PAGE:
Shouldn’t China Be Taking In Some Of The Syrian Refugees?

China Set To GrowChina is the world’s second largest economy and continues to grow at one of the fastest economic rate in the world.

The country has also been lauded for its growth and development in science and technology as well as other sectors.

It has benefitted significantly from trading with countries in the Middle East including Syria.

Now, given the human crisis in Syria, one is forced to ask, where is the Chinese soul? Shouldn’t they be making a resettlement offer to the Syrian refugees as other countries are doing, even though many of them are in dire financial and economic strait?

It is argued that culture and distance may be major barriers in preventing such an offer from China happening — really? Such argument is nothing but balderdash as many Western European countries could also make similar claims to issues such as differences in language, customs, norms, and integration among others.

The fact is if China is regarded as assuming world leadership, it should not only be on the basis of economic and military domination, but also in other spheres of life.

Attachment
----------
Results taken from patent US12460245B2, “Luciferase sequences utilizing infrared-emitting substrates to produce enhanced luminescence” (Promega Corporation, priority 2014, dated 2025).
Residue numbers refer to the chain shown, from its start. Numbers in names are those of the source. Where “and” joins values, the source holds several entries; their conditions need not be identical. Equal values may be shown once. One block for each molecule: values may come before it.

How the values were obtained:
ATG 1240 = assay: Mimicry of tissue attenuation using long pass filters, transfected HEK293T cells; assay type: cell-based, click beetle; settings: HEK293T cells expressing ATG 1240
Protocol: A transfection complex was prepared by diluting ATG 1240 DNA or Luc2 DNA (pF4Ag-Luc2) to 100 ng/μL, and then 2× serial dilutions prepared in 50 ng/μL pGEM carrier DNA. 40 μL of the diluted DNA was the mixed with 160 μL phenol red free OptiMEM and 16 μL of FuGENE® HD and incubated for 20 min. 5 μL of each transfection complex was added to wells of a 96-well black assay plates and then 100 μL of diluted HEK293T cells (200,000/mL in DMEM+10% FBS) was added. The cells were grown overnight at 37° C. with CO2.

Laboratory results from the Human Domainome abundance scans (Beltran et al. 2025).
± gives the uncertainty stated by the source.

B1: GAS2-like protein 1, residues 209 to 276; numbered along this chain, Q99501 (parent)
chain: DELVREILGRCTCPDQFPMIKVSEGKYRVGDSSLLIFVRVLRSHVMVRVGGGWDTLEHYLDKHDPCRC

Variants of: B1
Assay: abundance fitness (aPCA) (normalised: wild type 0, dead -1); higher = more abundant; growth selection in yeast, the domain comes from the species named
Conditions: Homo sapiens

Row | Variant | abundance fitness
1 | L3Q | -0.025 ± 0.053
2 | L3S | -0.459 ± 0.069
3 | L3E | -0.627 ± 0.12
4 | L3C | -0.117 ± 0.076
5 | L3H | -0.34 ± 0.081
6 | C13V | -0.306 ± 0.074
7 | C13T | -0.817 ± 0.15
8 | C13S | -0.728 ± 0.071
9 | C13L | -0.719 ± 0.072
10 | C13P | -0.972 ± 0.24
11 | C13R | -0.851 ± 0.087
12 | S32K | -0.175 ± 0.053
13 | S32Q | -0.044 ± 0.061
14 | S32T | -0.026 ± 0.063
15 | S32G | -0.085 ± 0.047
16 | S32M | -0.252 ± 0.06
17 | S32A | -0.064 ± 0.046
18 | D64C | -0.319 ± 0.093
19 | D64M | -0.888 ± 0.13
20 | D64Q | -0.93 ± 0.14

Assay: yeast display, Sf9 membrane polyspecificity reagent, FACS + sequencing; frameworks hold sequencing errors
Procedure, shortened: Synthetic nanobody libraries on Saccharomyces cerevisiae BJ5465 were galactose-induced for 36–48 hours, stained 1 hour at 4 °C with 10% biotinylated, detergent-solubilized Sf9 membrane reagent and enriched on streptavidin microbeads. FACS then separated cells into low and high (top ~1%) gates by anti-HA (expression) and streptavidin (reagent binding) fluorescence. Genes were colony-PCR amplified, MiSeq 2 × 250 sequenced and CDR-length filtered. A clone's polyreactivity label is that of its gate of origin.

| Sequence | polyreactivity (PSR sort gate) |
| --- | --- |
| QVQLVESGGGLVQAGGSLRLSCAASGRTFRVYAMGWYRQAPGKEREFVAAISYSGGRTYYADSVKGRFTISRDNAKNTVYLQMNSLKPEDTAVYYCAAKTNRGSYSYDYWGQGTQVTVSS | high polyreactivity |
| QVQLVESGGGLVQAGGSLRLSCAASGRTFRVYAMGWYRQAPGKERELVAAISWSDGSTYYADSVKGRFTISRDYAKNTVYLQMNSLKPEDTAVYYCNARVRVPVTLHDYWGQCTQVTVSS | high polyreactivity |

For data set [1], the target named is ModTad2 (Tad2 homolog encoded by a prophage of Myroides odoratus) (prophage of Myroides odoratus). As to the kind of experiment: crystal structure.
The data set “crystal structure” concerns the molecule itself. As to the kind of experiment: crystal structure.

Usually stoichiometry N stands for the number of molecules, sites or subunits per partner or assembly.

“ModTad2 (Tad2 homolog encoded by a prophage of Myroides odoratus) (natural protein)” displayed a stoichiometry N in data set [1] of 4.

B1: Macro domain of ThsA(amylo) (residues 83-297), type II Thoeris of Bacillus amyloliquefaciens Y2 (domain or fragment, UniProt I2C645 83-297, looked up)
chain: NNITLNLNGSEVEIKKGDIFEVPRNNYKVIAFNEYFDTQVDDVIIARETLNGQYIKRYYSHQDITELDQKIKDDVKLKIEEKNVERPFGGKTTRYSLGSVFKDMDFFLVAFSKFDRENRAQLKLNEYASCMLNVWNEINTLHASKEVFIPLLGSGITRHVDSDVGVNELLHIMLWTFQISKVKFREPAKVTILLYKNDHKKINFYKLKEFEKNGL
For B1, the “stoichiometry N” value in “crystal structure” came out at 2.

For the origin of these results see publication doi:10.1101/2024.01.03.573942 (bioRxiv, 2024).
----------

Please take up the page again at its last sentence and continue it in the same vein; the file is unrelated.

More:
The xenophobia and petty nationalism that so often plague and afflict many countries gives one reasons to applaud some European countries for their generosity and their world view towards humanity.

On the face of it, the perception is China offers help only when it suits their interest economically. This certainly is not a Public Relations image that any country would want to have, let alone a country that is only next in power to the United States.

So, while the European countries and their Western allies are busy out there seeking to resolve the conflict and bring some sense of peace and calm to the Middle East, China sits back and wait for the outcome — this is tantamount to reaping, but not sowing.

The truth is the current situation in Syria is a major humanitarian crisis facing the world — 4.5 million refugees is no small number or matter.

Countries such as China ought to help, if not in resettlement, certainly they ought to provide all the financial resources possible to help with this tragic situation in Syria.

Furthermore, countries with vast land space and small population are best poised to help in taking off some of pressure off countries that are not so well endowed — New Zealand, Guyana, and Belize readily come to mind.

Davy Desmond, Readers Bureau, Fellow

Edited by Jesus Chan

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